A record 20 women will serve in U.S. Senate

The election on Tuesday of five new women to the U.S. Senate, four of them Democrats, will bring to 20 the number of “Gentle ladies” in Congress’ upper chamber.

With the retirements of Republican Sens. Kay Bailey Hutchison and Olympia Snowe, the steady increase in numbers of Senate women was expected to stop in 2012.  Not so, and the women elected in campaign 2012 are a diverse lot in background and ideology.

Sen.-elect Elizabeth Warren, D-Mass., is a high-profile Harvard Law professor and architect of the Wall Street reform package and new consumer agency passed by Congress in 2010.  Sen.-elect Deb Fischer, R-Nebraska, is a rural state legislator from western Nebraska who beat two better financed opponents in the GOP primary and easily defeated former Sen. (and Gov.) Bob Kerrey in the general election.

Sen.-elect Tammy Baldwin, D-Wisconsin, is the first openly gay woman to serve in the “World’s Greatest Deliberative Body.”  Sen.-elect Mazie Hirono, D-Hawaii, held the annual Net Roots National conference rap earlier this year with the tale of her mother escaping an abusive marriage in Japan and making a new life for herself and offspring in Hawaii.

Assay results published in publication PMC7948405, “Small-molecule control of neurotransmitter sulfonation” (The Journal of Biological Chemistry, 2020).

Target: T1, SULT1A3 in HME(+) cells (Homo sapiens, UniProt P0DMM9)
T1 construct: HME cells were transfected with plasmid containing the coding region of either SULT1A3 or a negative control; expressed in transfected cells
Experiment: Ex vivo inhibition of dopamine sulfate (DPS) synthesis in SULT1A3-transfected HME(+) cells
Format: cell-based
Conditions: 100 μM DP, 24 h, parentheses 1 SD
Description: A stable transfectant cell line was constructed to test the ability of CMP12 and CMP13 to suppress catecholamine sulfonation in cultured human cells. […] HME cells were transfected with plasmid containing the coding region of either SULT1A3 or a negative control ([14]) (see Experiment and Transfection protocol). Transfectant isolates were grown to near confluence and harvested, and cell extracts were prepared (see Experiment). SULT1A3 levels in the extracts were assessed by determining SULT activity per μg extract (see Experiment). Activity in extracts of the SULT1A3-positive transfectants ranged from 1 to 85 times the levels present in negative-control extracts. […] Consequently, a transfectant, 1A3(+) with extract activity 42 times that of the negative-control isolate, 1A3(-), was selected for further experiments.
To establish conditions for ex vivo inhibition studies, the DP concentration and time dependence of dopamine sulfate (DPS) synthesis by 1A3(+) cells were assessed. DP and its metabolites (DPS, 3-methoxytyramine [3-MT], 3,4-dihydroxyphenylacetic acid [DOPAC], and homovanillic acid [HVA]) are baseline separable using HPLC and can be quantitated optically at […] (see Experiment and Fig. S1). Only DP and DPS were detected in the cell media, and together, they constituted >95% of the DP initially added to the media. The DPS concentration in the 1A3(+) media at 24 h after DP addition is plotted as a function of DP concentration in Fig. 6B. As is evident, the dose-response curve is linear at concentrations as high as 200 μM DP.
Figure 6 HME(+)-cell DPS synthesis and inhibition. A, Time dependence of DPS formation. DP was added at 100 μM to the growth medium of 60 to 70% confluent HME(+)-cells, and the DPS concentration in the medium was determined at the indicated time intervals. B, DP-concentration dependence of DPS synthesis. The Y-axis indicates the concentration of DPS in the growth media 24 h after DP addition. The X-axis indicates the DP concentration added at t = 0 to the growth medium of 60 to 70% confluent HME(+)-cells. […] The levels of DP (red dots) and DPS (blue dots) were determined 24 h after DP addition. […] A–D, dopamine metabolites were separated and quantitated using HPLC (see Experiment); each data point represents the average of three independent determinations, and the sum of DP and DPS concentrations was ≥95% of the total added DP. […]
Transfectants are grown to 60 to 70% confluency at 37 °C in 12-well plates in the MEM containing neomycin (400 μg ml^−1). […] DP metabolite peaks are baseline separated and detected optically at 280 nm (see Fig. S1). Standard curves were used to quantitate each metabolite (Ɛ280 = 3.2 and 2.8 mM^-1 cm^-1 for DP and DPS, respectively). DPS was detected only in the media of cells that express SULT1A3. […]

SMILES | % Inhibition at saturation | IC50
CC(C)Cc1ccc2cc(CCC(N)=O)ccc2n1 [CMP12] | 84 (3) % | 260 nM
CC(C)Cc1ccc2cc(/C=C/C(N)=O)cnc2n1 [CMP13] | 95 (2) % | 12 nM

The last Senate seat decided on Tuesday was North Dakota.  Considered a sure Republican pickup, it was held for the Democrats by former state Attorney General Heidi Heitkamp, who won despite the fact that Mitt Romney was piling up nearly 60 percent of the state’s vote.

Voters reelected Sens. Diane Feinstein, D-Calif., Maria Cantwell, D-Wash., Amy Klobuchar, D-Minn., Debbie Stabenow, D-Mich., and Kirsten Gillibrand, D-New York.

Sen. Claire McCaskill, D-Missouri, considered a goner in the summer, won a sweeping victory after her Republican challenger Todd Akin tried to argue that women’s bodies can shut down pregnancy when they become victims of forcible rape.  Mitt Romney was handily winning in Missouri.

Just over a quarter-century ago, in 1986, Sen. Barbara Mikulski, D-Maryland, became the first woman elected to the Senate whose spouse had not served before her in Congress.  The “year of the women,” 1992, brought Feinstein and Sen. Barbara Boxer, D-Calif., and Sen. Patty Murray, D-Wash., to the Senate, where they continue to serve.

It was Murray, reluctantly taking the job of Senate Democratic Campaign Committee chair, who recruited several of Tuesday’s winners.

With Snowe’s retirement in Maine, Washington, California and New Hampshire are the three states  in which women hold both U.S. Senate seats.  With the election of two Democratic women to the U.S. House of Representatives, New Hampshire became the first state to have an all-women congressional delegation.